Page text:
Non-Hispanic white children born in America today will be members of a minority by the time they reach their fifteenth birthdays, according to Census Bureau projections released today. The report projects that present-day minorities will exceed 50% of the child population by 2023. Said Dave Waddington, chief of the Census Bureau's population projection branch, in an interview with CNN, "Part of it is a higher fertility rate for some of the minority groups, Hispanics in particular. Those groups also tend to be more of the childbearing age. Non-Hispanic white people tend to be a little bit older."
The Census Bureau also forecasts that by 2042, every racial/ethnic group in the country, including non-Hispanic whites, will be a minority. With an expected total population of 439 million, minorities will comprise 54%, and Hispanics, whose population is expected to triple by then, from 47 million today to 133 million in 2042, will account for 30% of the total, compared to 15% today. “Majority minority” populations already exist in four states and the District of Columbia. In descending order, they are: Hawaii, D.C., New Mexico, California, and Texas. None of these could really be considered a surprise, but what is interesting are the states right behind these: Maryland, Mississippi, and Georgia, all of which are now 40% minority.
While non-Hispanic whites are expected to remain the largest single group, their growth rate over the next three decades will essentially be flat, going from 199.8 million today to 203.3 million (46%, down from 66%) in 2050. This group is actually expected to decline during the 2030s and 2040s.
The most significant demographic change forecast by the Census in its report is the projection regarding the aging of the population. By 2030, all Baby Boomers will have reached age 65, and people older than 65 will constitute 20% of the total. By 2050, the current senior cohort will more than double, from 38.7 million today, going to a projected 88.5 million. In the same time frame, those over 85 are expected to triple: from 5.4 million, to 19 million in 2050.
According to Waddington, all Census Bureau projections include the undocumented population; Census data includes all residents, regardless of legal status.
All of these shifts in the makeup of America's population have significant implications for our society in the future. It is already past time for policy makers and legislators at all levels to be taking these projections into account in their planning. Shifts in population makeup and overall size of this magnitude are certain to affect all aspects of American society; from the economy to health care and education. From urban planning to waste disposal, to energy, water supply, and taxation; all are certain to be impacted by these projections.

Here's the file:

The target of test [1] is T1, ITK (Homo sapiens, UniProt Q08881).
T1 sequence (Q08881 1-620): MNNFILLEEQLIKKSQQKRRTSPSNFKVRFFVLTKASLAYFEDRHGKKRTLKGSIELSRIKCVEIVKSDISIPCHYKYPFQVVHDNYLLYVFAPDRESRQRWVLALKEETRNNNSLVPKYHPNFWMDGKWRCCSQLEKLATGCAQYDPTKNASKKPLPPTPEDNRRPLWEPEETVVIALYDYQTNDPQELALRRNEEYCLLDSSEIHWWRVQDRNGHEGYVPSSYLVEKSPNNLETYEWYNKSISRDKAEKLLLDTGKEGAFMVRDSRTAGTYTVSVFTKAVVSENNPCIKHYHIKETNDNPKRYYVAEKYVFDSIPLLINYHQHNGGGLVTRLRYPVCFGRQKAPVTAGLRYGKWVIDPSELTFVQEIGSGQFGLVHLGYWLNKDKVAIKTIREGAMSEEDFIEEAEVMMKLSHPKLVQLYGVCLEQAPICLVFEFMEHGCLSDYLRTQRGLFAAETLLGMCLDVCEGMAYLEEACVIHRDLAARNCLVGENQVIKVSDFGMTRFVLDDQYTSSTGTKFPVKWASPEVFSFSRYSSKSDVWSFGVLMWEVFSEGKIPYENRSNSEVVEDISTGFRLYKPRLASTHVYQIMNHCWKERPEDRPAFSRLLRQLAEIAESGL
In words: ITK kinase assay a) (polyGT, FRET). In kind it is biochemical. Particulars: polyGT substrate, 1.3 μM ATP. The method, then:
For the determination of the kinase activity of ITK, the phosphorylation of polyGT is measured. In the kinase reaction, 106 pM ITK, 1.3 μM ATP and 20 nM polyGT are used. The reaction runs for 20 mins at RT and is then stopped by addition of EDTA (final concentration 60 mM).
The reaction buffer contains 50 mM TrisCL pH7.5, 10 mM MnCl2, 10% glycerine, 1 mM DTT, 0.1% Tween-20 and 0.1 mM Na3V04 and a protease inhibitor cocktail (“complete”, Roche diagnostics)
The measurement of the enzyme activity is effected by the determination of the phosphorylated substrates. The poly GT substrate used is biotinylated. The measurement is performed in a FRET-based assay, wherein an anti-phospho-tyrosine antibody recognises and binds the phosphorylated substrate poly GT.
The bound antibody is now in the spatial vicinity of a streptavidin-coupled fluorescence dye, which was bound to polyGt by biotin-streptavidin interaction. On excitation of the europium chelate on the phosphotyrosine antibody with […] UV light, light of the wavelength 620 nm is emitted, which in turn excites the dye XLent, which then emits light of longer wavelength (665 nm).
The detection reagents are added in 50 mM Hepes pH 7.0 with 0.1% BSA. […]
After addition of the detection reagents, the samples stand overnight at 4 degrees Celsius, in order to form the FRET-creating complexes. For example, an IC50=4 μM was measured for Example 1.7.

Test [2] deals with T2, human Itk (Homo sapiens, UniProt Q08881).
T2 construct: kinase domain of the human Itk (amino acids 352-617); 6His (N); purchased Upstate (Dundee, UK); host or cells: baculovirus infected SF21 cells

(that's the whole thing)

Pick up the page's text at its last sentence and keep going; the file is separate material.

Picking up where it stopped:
Demographers and educators, for example, agree that planning for the classroom of the future should begin now.
It's a different kind of student body than we've known during the '50s and '60s and '70s, when a lot of our education policies were shaped,'' said William Frey, a demographer at the Brookings Institution, a Washington research center.
''If we don't invest in educating and training African-American kids, immigrants and Latino kids, we won't have a middle class,'' said Mark Sawyer, the director of the Center for the Study of Race, Ethnicity and Politics at the University of California at Los Angeles. "We'll have a very, very poor disposable class that's largely black or brown."
Some estimates foresee the need for up to 36,000 more schools nationwide, to accommodate the increase in the population of school age children.
Our infrastructure, already crumbling in some areas, will require significant investment, not only to renew existing facilities, but also for expansion to accommodate the additional 135 million citizens who will be living here. We will need 52 million new housing units, and additional roads sufficient to accommodate up to 106 million additional vehicles.
Such a massive increase in the total population (the increase will equal the combined total populations of Great Britain and France today) is certain to increase pollution, congestion, and urban/suburban sprawl, as well as negatively impact availability of open space.
If the Census Bureau's projections are even close to accurate (and they do have an excellent track record), even the implications of the current oil crisis, which will constitute only part of the overall picture painted by the Census, pale by comparison.
We must begin now to prioritize and start planning to deal with the coming changes in our population. That we will eventually deal with the effects wrought by these changes is inevitable. Delay in taking action will only exacerbate the negatives and make the entire process much more expensive.
And perhaps all individual Americans should start regarding The Other as US.Powered by Sidelines